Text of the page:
> or half-pepperoni is super-valuable and will be taken into consideration.
> But I take "full responsibility" for people being unhappy with dinner
> choice! Oh yeah, I absolutely get to decided whether we have pepperoni,
> extra pepperoni, or half-pepperoni, because, well, I have the keys and it's
> my car and it's too bad.
> But they're all super appreciated and their opinions are valuable!
> One thing I've learned from my years at ESPN/ABC is when I'm being fed a
> line of nonsense through the medium of vanilla corporate-speak. And, I'm
> sad to say, the community is being fed a massive heap of nonsense. None of
> this will change until such time the movement itself is treated like a
> *real* stakeholder, not simply the conveniently unpaid employees of a board
> with unlimited discretion to do whatever it wants, irrespective of any
> opinions of the community. Until such time as there's a state in which the
> board recognizes that they're the servants of the movements, the people who
> turn the steering wheel of the ship and not the captain, this state of
> affairs will continue to exist.
> Best,
> Dan
> On Sun, Jun 21, 2020 at 8:44 PM Nataliia Tymkiv <ntym...@wikimedia.org>
> wrote:
> > Dear all,
> >
> > As Acting Chair of the Wikimedia Foundation Board of Trustees since March
> > [1] I take full responsibility for this situation. I am truly sorry for
> all
> > the frustration this whole situation has caused to volunteers, who have
> > engaged in discussions expressing their concerns, and to the staff, who
> > have been working and not really sure if that is really the direction the
> > Board is prepared to seriously consider, or if it is just an exercise on
> > our part. As Chair of the Board, I recognize the Board owes clear
> > information to the communities and guidance to the staff.
> >
> > In 2017, the Board approved the 2030 Movement Strategic Direction,
> > recognizing the strategic importance of growing the reach of the
> Wikimedia
> > projects to new languages, communities, and geographies, as part of our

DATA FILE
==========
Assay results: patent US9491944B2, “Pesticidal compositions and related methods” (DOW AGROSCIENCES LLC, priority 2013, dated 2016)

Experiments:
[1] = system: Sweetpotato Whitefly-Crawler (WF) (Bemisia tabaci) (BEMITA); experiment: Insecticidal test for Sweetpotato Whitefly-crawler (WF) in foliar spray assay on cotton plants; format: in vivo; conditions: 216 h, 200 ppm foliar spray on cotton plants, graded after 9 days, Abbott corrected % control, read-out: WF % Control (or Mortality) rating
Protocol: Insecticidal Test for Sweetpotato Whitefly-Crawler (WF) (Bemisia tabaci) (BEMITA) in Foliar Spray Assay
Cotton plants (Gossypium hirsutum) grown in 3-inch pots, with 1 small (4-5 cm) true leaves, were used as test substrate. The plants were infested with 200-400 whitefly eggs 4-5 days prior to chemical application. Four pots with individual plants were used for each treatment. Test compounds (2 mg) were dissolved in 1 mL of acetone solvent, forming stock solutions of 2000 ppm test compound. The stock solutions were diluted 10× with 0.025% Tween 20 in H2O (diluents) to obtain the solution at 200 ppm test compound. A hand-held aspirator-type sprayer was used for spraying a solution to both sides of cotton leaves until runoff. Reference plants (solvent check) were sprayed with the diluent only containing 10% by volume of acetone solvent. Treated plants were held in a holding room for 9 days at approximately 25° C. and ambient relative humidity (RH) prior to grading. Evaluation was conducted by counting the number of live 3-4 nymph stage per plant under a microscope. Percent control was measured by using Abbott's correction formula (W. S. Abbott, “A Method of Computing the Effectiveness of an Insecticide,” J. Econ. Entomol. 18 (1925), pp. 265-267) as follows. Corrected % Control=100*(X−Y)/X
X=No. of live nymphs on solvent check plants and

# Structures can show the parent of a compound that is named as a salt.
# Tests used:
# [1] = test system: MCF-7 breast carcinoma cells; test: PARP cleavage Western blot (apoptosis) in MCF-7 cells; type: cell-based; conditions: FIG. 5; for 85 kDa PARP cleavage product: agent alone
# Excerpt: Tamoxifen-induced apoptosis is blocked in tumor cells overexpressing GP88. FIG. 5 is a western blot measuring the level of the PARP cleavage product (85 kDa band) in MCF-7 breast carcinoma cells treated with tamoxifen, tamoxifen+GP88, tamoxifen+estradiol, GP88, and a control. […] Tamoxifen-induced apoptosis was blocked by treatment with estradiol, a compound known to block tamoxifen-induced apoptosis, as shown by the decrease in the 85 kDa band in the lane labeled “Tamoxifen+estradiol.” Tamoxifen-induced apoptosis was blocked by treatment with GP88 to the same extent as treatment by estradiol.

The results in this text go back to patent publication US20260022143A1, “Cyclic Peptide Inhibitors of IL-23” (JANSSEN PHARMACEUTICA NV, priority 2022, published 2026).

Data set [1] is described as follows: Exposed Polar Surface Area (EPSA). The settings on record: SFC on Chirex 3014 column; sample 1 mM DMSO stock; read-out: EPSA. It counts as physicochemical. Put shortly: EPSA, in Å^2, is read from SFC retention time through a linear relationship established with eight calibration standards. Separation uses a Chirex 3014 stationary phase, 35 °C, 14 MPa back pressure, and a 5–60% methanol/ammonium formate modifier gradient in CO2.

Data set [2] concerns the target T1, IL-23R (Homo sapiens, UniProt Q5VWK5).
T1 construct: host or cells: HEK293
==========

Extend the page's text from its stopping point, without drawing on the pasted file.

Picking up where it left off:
> > global mission. In June 2018, the Board approved a Foundation Annual Plan
> > that included research into the Wikimedia and Wikipedia brands to
> > understand how they could be tools in helping us reach these goals.
> >
> > In November 2018 [2], the staff presented research to the Board about the
> > Wikipedia and Wikimedia brands. I personally, even though a relatively
> long
> > term Wikipedian (and a bit less long term Wikimedian), was basically
> > convinced by the findings that a rebranding is needed and beneficial for
> > our mission and global vision, and furthermore that it should be based on
> > the Wikipedia brand. The information presented there also convinced the
> > Board that the team should continue their work, but as you can see from
> the
> > minutes the Board believed that communication is crucial, but already a
> > possibility for a new name for the Wikimedia Foundation was seriously
> > considered [3].
> >
> > And I am going to be frank here - intuitively taking the name of
> something
> > like “Wikipedia Foundation” makes a lot of sense, whether or not it makes
> > sense upon deeper consideration. But, of course, no one was planning to
> > just rename the organisation, more conversations were needed. It was
> > convincing enough for us (the Board) to approve the budget for this
> > initiative.
> >
> > The Board has received regular updates about the Brand work along the
> way,
> > including approving continued work in the 2019 and 2020 annual plans.